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If approved, tofersen will be the first treatment that targets a genetic cause of ALS. The updated PDUFA date is April 25, 2023.
The FDA has extended the review of tofersen to treat patients with amyotrophic lateral sclerosis (ALS). Tofersen is being evaluated specifically to treat patients with superoxide dismutase 1 (SOD1) ALS. Developed by Ionis Pharmaceuticals and licensed to Biogen, toferson is an antisense drug that binds to SODI mRNA, which leads to its degradation.
In July, the FDA had accepted the a new drug Application (NDA), granting the application priority review and given a Prescription Drug User Fee Act action date of Jan. 25, 2023. At the time, the FDA indicated that it is planning to hold an advisory committee meeting for this application.
Biogen submitted responses to information requests by the FDA, which the agency considers a major amendment that will require additional time for review. The updated PDUFA date is April 25, 2023.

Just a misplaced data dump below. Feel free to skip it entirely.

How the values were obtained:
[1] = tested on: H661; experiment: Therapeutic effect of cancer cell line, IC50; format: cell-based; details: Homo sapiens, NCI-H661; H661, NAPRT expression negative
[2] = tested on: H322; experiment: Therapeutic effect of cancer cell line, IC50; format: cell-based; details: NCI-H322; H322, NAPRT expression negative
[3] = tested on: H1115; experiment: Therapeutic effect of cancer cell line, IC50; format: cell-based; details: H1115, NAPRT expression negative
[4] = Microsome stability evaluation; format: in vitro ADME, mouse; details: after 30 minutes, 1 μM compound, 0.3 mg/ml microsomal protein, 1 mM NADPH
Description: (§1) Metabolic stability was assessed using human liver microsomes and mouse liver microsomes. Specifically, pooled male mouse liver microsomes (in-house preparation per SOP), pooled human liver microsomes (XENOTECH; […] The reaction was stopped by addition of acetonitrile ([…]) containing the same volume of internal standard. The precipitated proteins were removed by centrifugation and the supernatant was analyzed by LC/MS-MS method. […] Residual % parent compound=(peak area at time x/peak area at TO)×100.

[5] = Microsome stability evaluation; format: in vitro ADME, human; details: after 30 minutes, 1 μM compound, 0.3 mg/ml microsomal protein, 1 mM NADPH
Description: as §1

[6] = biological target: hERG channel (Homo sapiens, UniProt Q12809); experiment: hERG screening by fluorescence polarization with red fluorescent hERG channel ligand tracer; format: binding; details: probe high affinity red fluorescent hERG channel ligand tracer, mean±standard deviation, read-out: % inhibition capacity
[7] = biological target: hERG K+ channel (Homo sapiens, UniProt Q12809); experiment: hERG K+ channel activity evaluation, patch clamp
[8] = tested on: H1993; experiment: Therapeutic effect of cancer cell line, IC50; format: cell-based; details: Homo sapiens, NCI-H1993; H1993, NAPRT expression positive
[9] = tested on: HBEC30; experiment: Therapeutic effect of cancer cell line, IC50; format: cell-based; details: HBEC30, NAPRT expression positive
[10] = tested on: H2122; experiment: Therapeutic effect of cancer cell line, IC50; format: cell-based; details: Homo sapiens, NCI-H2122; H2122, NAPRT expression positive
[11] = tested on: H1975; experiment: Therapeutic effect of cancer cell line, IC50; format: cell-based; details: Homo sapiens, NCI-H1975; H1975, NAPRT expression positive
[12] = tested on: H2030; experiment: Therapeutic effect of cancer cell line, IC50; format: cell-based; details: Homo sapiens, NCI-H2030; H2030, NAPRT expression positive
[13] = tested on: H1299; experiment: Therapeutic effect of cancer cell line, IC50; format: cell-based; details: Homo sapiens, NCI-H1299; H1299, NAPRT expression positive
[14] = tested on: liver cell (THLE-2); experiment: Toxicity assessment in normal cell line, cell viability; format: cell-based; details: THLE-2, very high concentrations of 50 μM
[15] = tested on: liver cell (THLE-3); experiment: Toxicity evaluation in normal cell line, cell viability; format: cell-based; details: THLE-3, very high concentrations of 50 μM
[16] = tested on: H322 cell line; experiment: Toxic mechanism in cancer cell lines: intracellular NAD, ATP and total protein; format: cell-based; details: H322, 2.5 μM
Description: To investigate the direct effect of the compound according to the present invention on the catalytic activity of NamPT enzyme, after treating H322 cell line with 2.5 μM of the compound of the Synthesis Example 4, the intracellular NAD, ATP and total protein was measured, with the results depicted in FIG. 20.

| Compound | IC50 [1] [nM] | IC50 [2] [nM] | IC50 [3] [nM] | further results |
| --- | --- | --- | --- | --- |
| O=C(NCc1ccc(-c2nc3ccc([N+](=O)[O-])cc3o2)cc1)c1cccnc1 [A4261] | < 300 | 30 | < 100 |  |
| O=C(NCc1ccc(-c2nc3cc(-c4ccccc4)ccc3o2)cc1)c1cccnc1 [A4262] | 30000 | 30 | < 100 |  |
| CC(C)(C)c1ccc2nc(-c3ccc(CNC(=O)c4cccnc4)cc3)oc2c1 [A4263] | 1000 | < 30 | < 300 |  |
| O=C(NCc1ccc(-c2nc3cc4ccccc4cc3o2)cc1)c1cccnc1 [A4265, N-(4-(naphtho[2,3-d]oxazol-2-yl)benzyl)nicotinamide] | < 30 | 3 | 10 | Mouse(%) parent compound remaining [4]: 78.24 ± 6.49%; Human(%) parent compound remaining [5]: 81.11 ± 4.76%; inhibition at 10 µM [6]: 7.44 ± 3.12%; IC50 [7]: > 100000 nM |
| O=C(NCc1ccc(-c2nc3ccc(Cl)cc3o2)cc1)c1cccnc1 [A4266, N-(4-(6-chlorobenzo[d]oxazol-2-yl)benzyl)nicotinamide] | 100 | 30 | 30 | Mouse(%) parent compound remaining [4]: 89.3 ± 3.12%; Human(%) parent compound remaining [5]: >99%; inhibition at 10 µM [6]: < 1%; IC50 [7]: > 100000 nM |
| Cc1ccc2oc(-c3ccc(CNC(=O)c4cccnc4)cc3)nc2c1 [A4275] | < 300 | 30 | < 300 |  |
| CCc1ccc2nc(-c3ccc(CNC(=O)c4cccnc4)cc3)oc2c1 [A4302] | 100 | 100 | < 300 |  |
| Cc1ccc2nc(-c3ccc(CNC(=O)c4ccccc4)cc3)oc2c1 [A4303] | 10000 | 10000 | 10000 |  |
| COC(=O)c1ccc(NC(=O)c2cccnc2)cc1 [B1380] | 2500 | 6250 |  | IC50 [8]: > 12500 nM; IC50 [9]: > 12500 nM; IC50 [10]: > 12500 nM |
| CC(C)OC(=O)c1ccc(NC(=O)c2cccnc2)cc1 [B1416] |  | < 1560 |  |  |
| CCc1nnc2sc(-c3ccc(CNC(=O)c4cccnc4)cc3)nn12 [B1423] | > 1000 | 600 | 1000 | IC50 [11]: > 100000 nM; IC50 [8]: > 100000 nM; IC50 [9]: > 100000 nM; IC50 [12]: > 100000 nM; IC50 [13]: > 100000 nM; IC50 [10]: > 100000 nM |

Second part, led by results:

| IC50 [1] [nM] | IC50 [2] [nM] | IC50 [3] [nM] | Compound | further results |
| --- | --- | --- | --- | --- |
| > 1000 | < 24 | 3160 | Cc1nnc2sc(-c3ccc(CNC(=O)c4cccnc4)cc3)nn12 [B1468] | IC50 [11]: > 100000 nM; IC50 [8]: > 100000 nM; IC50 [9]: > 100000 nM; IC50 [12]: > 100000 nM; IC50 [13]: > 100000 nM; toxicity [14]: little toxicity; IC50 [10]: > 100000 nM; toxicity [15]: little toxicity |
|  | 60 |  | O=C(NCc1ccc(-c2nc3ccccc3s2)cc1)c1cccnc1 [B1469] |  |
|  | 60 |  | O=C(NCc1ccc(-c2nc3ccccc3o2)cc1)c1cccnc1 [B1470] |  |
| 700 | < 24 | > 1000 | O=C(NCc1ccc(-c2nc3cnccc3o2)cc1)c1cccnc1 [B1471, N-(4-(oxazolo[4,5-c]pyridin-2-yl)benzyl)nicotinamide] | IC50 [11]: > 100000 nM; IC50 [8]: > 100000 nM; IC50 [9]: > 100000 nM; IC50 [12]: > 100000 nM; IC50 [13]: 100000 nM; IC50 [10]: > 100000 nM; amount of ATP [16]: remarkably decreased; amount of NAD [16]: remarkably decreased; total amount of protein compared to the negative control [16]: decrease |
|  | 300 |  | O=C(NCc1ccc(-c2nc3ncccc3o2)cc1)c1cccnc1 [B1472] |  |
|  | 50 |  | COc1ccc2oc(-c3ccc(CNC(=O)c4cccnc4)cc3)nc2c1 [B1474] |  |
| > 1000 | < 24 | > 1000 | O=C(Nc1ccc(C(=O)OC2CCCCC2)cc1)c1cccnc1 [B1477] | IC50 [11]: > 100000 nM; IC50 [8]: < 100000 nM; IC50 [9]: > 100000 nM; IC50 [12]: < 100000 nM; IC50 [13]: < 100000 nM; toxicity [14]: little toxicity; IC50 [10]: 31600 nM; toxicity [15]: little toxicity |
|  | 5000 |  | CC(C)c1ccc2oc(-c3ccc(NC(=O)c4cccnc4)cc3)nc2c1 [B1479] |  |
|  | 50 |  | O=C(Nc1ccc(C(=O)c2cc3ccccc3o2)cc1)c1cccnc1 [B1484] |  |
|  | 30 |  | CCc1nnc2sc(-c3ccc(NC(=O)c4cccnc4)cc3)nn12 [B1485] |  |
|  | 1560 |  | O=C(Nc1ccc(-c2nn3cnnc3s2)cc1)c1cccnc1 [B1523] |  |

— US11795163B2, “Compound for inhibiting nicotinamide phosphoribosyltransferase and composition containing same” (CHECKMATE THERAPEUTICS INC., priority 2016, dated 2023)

The average life expectancy for people with ALS is three to five years from time of symptom onset. There is currently no treatment targeted for SOD1-ALS. Mutations in the SOD1 gene are responsible for about 2% of the estimated 168,000 people who have ALS globally. Life expectancy in SOD1-ALS varies widely with some patients surviving less than a year.
Biogen is seeking approval based on the use of a neurofilament as a surrogate biomarker. Neurofilaments are normal proteins found in healthy neurons; they are increased in blood and cerebrospinal fluid when damage has been done to neurons or their axons and are a marker of neurodegeneration. In ALS, higher levels of neurofilaments have been found to predict more rapid decline in clinical function and shortened survival.
The application is based the phase 3 VALOR trial and an open-label extension study, as well as integrated 12-month results from both of these studies.
The six-month VALOR study did not meet the primary endpoint of change from baseline to week 28 in the Revised Amyotrophic Lateral Sclerosis Functional Rating Scale. But trends of reduced disease progression across multiple secondary and exploratory endpoints were observed. The 12-month integrated data showed that earlier initiation of tofersen led to sustained reductions in neurofilament and slowed decline across multiple efficacy endpoints.